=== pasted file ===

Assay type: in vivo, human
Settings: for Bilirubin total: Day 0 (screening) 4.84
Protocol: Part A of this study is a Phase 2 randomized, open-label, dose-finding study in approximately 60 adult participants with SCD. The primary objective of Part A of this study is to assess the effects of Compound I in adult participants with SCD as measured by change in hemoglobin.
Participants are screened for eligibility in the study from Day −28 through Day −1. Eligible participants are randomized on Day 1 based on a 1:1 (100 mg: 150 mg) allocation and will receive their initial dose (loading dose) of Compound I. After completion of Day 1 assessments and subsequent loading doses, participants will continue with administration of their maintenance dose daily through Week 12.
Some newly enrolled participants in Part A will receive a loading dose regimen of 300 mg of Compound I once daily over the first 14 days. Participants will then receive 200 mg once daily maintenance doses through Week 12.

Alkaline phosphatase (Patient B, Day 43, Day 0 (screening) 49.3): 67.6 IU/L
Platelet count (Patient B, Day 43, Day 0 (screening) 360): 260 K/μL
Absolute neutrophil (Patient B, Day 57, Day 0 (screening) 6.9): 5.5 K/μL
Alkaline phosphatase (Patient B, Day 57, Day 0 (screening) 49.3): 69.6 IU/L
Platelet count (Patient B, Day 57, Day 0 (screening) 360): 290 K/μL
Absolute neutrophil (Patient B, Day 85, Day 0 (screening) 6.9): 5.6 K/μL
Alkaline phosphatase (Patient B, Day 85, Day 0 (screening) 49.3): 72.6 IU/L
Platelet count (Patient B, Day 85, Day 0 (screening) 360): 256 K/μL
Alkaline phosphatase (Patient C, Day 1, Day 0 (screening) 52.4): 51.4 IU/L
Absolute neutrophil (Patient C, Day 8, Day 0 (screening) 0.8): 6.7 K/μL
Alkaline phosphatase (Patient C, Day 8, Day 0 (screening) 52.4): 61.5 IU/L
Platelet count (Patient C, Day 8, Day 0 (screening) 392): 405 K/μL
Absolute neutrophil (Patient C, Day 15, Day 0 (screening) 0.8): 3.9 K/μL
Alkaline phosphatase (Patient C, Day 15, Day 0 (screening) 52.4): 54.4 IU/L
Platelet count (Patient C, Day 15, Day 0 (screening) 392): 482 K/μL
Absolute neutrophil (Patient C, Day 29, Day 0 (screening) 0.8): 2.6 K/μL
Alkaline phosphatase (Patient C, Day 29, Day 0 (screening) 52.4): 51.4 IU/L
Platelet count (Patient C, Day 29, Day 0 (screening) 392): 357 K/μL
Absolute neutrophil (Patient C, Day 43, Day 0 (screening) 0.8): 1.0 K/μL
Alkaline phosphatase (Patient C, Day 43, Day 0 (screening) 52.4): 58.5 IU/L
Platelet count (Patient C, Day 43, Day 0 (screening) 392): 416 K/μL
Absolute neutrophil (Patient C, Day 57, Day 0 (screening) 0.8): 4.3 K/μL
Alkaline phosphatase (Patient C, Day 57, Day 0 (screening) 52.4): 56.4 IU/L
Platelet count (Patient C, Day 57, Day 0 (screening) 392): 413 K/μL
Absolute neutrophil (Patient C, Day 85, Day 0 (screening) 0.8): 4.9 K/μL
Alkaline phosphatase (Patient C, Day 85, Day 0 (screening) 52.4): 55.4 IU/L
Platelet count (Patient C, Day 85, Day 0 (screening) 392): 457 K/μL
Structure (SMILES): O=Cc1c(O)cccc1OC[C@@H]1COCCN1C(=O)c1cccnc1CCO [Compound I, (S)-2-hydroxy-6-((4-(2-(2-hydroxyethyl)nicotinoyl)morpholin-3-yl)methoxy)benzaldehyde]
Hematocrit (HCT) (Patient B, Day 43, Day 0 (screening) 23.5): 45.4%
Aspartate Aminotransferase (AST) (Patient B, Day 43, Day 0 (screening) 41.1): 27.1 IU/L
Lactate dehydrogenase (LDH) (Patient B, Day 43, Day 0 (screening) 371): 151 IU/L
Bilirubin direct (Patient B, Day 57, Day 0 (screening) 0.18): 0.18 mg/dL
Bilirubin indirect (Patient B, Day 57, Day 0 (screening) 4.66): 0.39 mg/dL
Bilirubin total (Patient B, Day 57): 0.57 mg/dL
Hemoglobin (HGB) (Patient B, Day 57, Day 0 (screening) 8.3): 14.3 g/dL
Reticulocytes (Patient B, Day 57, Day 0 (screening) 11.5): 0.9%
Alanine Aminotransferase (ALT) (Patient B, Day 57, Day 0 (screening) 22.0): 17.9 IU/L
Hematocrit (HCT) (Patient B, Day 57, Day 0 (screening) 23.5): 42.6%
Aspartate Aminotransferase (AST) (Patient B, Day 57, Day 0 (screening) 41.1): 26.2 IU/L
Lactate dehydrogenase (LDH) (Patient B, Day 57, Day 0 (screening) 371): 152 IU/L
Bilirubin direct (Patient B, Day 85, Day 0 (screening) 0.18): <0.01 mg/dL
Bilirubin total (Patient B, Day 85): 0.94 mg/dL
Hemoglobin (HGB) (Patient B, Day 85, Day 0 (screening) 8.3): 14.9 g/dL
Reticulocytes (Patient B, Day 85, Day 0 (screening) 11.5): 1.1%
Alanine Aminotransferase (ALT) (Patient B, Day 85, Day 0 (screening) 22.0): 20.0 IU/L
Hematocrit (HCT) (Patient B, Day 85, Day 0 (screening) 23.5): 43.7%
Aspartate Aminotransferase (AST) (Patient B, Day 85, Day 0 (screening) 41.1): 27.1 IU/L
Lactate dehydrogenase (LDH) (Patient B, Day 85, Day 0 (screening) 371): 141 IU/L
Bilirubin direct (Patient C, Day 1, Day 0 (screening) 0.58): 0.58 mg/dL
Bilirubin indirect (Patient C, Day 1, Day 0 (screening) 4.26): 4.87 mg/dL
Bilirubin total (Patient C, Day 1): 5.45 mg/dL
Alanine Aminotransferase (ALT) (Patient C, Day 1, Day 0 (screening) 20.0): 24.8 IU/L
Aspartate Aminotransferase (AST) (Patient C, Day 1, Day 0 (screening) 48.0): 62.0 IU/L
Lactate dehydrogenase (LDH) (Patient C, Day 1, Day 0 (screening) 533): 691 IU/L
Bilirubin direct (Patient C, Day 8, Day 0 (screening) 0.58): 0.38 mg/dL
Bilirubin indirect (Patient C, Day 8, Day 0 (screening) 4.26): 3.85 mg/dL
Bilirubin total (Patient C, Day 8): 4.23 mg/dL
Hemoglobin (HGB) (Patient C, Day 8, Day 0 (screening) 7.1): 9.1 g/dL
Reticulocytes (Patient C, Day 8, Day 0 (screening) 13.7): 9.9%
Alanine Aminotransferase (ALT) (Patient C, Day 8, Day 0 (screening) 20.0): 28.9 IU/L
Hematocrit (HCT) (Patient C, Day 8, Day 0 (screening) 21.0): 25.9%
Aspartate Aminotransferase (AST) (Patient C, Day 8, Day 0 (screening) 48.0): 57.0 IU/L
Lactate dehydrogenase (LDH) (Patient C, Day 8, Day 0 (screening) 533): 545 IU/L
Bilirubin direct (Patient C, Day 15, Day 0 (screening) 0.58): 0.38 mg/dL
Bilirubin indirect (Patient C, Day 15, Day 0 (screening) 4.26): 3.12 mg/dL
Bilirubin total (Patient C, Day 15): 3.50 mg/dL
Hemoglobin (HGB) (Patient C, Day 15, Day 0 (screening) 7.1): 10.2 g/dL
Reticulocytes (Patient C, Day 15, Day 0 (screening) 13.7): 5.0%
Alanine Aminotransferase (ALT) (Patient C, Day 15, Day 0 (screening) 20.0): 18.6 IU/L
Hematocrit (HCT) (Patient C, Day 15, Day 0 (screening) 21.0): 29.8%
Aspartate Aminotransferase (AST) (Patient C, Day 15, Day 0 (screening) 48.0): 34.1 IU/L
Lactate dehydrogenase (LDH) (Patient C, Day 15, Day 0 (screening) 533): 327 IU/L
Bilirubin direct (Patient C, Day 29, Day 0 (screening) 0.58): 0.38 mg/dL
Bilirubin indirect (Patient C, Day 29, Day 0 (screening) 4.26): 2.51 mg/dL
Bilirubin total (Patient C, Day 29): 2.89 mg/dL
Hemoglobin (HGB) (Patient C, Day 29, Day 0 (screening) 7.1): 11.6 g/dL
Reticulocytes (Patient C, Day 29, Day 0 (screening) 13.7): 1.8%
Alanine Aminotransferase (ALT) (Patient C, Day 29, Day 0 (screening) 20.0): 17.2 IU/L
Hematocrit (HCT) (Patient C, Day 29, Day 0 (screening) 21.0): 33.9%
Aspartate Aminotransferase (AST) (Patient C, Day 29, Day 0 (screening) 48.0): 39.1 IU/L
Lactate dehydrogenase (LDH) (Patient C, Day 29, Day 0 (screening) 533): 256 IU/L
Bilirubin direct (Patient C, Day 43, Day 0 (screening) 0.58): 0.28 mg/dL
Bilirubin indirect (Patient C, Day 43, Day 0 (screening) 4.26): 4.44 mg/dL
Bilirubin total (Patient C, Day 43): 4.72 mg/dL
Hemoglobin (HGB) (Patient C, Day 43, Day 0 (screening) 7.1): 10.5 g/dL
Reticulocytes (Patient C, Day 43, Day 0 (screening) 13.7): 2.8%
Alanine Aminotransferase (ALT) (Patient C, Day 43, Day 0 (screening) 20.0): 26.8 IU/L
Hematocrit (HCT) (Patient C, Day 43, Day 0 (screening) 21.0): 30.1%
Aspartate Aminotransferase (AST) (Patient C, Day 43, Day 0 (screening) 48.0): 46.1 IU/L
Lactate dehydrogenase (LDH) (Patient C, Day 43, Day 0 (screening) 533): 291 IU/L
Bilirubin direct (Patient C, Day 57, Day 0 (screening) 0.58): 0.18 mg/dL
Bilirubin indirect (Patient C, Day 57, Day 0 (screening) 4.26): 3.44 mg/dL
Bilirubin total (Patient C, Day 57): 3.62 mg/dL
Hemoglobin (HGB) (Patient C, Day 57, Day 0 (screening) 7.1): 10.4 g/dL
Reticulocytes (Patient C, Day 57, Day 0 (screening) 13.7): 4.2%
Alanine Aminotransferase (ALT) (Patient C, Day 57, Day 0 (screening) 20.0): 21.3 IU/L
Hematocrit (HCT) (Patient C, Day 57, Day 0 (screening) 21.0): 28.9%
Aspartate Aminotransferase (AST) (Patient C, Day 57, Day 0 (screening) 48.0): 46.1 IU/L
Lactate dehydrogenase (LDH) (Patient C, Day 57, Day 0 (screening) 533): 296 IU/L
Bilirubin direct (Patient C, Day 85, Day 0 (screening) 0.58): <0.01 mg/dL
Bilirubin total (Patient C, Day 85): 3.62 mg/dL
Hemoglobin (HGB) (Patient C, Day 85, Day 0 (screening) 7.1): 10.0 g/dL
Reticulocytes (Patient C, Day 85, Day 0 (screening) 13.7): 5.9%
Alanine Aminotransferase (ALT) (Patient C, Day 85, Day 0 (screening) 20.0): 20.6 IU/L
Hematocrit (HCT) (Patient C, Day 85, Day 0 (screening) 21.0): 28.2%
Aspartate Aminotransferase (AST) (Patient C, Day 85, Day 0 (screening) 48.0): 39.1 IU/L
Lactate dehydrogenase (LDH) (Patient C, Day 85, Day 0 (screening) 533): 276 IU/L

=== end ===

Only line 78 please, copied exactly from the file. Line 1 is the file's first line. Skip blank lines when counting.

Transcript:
Bilirubin direct (Patient C, Day 29, Day 0 (screening) 0.58): 0.38 mg/dL